First Circuit Judge Kermit Lipez reflects on the decision he wrote in Glik v. Cunniffe finding that people have the right to record the police performing their duties in public

Judge Kermit Lipez, Senior Judge of the U.S. Court of Appeals for the First Circuit, recently published an essay in the Maine Law Review reflecting on the case our firm handled with the ACLU on behalf of Simon Glik, who was unlawfully arrested on the Boston Common for filming the police with his cell phone. In 2011, Judge Lipez wrote the landmark Glik opinion confirming civilians’ First Amendment right to record the police performing their duties in public.

Judge Lipez’s essay provides a rare opportunity to understand the judge’s view of the opinion. It gives insight into the Glik decision as well as the judge’s reflections on how smartphones, body-worn cameras and other technologies are revolutionizing both policing methods and communities’ responses to policing. Judge Lipez calls the act of filming the police a “potent tool of accountability” and discusses how videos of police have forced the recognition that “black Americans experience the criminal justice system, including police interactions, differently from their white neighbors.” Judge Lipez accepts the legitimacy of the black community’s grievances about police misconduct while honoring the work of the police as a whole. He believes that the power of video will help bridge the divide between communities and their police officers.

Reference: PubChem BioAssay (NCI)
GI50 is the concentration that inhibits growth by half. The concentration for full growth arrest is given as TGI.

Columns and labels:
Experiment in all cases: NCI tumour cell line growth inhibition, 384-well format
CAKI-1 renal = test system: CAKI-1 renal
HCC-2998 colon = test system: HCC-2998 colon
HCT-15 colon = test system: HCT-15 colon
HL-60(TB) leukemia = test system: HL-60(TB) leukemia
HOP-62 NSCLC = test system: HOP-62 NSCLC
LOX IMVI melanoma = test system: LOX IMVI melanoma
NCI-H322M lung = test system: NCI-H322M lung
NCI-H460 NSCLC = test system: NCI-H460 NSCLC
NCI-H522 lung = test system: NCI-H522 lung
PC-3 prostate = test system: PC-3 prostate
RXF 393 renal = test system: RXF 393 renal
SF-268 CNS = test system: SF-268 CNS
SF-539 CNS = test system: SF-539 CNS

Our firm agrees with Judge Lipez that videos of police misconduct have become a powerful tool to validate black communities’ grievances about deep-seated racism in our police departments. As for the notion that video can help bridge the divide? Only time will tell. But in the meantime, more and more police officers will be held accountable for their actions as more and more courts agree with Judge Lipez’s statement in Glik that filming the police is “a basic, vital, and well-established liberty safeguarded by the First Amendment.”

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